2) Hans Christian Andersen. I have a lot in common with this guy, and after reading the full collection of his fairytales, I came to admire not only the beauty and magic of his stories, but also the way he brought deeper meaning, often religious in nature, into them.
3) Neal Shusterman. This author is another one whose worldbuilding I look up to. It's complex and thoughtful and makes me see the world differently. I also admire his creativity in coming up with strange and unique premises for all his books, which include the Unwind Dystology, Challenger Deep, and the ongoing Arc of a Scythe trilogy.
5) Rick Riordan. The hit author of a giant collection of MG/YA mythological retellings offers a lot to admire, but I appreciate most the incredible amount of creativity he shows in adapting these myths to the modern day. He's also totally hilarious, as exemplified by his portrayal of Apollo, who now has his own ongoing series.
6) Victoria Schwab. She's a fantasy author of both YA and adult fiction (as V.E. Schwab), and she is phenomenal. A rising star in the literary world, Victoria Schwab's books all have this strange twist to their atmosphere, a lingering ache that exists even in the happy moments. She also excels at characterization. My current favorite by her is the Monsters of Verity duology.
8) Wilkie Collins. Lately I've been reading through his novels, and the more I read, the more impressed I become. Despite being a white man living in the 1800s, Wilkie Collins was super woke. He was better at portraying women and disabled people than a lot of writers are today, and most of his books have strong social justice messages. I most admire him for those social messages as well as his realistic and complex characterization/voice, which may be best seen in The Moonstone.
9) Rae Carson. One of my favorite series is the Fire and Thorns trilogy. There's so much I love about Rae Carson's writing there: the character development across the books, the inclusion of religion, and the way she depicts the complexities of romance. Fire and Thorns is a very "me" story, and I'd love to be able to write something like it someday.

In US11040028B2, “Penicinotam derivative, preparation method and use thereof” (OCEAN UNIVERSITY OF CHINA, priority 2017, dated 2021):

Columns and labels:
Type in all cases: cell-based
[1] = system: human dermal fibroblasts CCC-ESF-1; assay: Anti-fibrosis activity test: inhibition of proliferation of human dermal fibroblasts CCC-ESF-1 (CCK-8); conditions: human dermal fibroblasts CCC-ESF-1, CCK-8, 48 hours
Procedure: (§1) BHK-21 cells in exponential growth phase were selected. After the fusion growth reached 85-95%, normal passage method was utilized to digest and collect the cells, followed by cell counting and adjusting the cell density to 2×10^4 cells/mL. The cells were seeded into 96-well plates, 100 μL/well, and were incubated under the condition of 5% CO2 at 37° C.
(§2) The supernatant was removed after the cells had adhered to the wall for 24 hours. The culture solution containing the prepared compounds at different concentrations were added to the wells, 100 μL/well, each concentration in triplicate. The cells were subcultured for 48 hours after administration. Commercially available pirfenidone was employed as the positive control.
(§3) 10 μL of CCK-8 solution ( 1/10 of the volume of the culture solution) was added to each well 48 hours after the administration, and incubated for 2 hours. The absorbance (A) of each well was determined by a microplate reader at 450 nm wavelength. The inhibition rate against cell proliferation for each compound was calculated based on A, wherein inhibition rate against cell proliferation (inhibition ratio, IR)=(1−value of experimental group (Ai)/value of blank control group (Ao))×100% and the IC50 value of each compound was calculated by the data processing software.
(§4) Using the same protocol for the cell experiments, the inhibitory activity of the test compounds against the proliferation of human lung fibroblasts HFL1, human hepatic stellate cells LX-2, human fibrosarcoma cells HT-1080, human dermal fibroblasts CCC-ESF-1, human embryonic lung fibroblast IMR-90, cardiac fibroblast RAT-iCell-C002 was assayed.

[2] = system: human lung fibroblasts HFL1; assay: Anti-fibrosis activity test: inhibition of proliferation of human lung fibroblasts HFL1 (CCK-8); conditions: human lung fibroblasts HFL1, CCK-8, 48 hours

11) Suzanne Collins. The author of The Hunger Games trilogy proved herself not only able to write a socially and politically relevant story, but also an exciting one with clear voice and relatable characterization. Her ability with voice in particular is something I wish to emulate. Unfortunately, she hasn't released any books since.
12) Margaret Peterson Haddix. This is the author who introduced me to sci-fi, which eventually became my favorite genre to read. What I admire most about her writing is that she makes the speculative aspects of her books (which are usually MG sci-fi) accessible to her audience, but also exciting and complex. Check out The Missing series, for example.
14) Maggie Stiefvater. I've often referred to Maggie Stiefvater as "a force of nature," and I still think that to be true. She consistently writes strange, magical stories that captivate tons of readers. As with many of the authors of this list, I admire her creativity and her ability to create a truly atmospheric story. The Raven Cycle is a great example of that.
15) Tahereh Mafi. The Shatter Me series, which has recently been continued, absolutely shattered me (ha ha) when I first read it. What I admire most about Tahereh Mafi's writing is the artistic way she plays with prose and formatting, much like what E.E. Cummings and Lucille Clifton, my two favorite poets, did with poetry. Something about that affects me emotionally to an incredible degree.
17) Rin Chupeco. Rin Chupeco is on here for much the same reason as Nova Ren Suma and Maggie Stiefvater: she writes phenomenally strange stories (like the ongoing The Bone Witch series) that possess incredible beauty in their creativity. For all that I'm a dreamer, I'm still a pretty conventional thinker. I wish I could just begin to taste the unearthliness that these authors play with in their stories.
Who are your favorite authors and/or writing idols? What do you love most about them? Let me know, and I'll be back next week with my top YA books of 2010.
Images via josiefaith11 on Redbubble, azquotes.com, [mine], azquotes.com, behappy.me, and azquotes.com.